2. Dea Vulcano, Etna Rosso Doc

Nerello Mascalese & a small amount of Nerello Cappuccio, fermented in steel tanks and aged in tanks with a small-time in used French oak for 14 months with 10 months in bottle.

Light ruby colour - translucent
Strawberry, cherry, violet, a hint of fresh tobacco.
Fine texture, delicate structure, lovely impression of the wine and terroir
Opens up very prettily, with great purity of flavour - For food, I would definitely serve with lamb chops, red cabbage and artichokes (still just in season here).

3. Contrada Marchesa, Etna Rosso Doc

Grapes are again Nerello Mascalese, small production of 5336 bottles and 200 magnums. Vinified in steel tank and then aged in used French oak for ~14 months and then in bottle for 18 months.

Pale ruby - translucent
Raspberry berry fruit, floral violet, very light balsamic - really attractive.
Excellent structure that holds the fruit and gives elegance

4. Fragore, Contrada Montelguardia, Etna Rosso Doc, 2018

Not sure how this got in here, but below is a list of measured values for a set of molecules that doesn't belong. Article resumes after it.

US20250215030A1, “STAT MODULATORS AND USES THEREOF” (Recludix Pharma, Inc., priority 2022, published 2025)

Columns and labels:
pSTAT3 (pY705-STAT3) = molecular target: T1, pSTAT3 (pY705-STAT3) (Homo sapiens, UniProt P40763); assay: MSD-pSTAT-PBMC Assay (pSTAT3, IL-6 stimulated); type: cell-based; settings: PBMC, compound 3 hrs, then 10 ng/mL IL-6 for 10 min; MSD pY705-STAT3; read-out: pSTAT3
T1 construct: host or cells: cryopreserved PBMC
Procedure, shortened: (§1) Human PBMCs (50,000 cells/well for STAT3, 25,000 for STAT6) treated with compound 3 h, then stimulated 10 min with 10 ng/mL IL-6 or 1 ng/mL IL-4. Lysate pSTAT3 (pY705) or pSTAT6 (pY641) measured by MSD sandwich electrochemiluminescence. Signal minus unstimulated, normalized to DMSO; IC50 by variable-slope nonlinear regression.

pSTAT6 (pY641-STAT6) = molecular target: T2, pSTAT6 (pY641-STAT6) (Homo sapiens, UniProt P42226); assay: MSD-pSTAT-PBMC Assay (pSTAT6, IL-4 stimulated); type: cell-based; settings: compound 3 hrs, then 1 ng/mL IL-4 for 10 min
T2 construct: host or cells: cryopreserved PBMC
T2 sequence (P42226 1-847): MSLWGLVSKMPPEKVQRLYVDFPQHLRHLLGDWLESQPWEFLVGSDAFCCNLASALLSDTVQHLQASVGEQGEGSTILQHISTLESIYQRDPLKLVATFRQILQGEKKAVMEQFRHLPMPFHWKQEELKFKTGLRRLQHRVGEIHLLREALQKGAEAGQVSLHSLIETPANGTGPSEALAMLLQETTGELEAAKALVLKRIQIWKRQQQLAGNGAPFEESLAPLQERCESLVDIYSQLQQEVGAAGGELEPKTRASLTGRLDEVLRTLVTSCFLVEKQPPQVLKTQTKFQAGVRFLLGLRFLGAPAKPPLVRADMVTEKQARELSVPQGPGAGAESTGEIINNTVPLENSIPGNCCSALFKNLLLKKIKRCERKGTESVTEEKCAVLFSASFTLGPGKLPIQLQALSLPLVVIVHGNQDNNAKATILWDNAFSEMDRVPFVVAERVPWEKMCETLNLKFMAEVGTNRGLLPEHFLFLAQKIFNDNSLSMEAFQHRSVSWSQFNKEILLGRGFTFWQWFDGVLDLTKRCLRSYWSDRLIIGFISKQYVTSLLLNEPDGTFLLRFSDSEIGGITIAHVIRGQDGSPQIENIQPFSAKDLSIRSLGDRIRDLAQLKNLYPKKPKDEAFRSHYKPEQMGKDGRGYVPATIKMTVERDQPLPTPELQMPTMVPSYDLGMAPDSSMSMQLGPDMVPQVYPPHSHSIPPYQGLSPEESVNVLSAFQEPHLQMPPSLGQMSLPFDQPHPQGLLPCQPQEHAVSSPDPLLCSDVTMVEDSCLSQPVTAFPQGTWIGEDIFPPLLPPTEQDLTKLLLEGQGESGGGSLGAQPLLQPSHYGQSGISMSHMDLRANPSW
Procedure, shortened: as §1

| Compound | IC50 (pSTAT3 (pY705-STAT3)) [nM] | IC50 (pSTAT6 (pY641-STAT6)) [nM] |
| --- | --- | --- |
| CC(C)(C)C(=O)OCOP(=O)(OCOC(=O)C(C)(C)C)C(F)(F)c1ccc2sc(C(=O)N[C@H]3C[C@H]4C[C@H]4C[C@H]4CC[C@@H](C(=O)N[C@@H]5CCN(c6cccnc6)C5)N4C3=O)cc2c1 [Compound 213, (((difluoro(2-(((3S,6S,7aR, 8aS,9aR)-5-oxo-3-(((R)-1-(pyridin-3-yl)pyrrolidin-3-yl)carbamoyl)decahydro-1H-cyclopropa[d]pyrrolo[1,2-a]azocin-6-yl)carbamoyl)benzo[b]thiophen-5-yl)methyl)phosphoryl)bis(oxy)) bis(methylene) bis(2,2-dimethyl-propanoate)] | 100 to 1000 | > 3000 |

Made from indigenous Nerello Mascalese, fermented in the steel and aged in used French oak for 14 months and then in bottle for a further 18months.

Darker, rich ruby colour.
Woodland berry fruits, spice market aromas, complex.
Really intense, lovely fruit flavour, sweet spice, youthful grippy structure but very well balanced
Gastronomic - pair with wild rabbit
The soils of Montelguardia were formed by a lava eruption between 1614 and 1624.

 

Nick Breeze
Twitter& Instagram: @NickGBreeze

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As COVID-19 conspires with the grimmest of winds and rain to force a societal retreat behind our own front doors, the word ennui springs to mind. The muddle of displeasure is pierced when Natalia hands me a large bulbous glass of a liquid I do not recognise.